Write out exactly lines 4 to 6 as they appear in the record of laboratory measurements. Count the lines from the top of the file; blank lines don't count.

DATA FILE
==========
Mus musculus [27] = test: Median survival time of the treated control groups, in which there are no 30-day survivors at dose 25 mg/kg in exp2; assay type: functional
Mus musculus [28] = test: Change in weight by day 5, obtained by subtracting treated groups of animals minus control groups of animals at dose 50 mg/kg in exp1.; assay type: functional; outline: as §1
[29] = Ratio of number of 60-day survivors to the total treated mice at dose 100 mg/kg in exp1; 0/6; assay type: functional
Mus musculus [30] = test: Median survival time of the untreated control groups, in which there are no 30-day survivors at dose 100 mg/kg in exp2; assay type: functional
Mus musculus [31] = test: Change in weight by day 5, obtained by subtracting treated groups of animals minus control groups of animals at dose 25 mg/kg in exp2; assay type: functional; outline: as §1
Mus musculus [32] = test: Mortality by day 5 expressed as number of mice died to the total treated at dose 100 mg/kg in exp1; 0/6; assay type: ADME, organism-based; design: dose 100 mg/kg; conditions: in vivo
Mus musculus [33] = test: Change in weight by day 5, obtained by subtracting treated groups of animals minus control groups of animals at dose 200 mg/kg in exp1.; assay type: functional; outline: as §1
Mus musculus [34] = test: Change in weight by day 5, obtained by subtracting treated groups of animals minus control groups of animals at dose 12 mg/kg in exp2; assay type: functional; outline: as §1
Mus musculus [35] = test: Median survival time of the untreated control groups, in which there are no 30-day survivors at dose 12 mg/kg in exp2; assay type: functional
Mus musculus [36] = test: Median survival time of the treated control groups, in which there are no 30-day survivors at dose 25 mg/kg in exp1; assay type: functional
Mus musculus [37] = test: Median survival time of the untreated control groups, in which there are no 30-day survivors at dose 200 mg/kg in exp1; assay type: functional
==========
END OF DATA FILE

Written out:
Mus musculus [30] = test: Median survival time of the untreated control groups, in which there are no 30-day survivors at dose 100 mg/kg in exp2; assay type: functional
Mus musculus [31] = test: Change in weight by day 5, obtained by subtracting treated groups of animals minus control groups of animals at dose 25 mg/kg in exp2; assay type: functional; outline: as §1
Mus musculus [32] = test: Mortality by day 5 expressed as number of mice died to the total treated at dose 100 mg/kg in exp1; 0/6; assay type: ADME, organism-based; design: dose 100 mg/kg; conditions: in vivo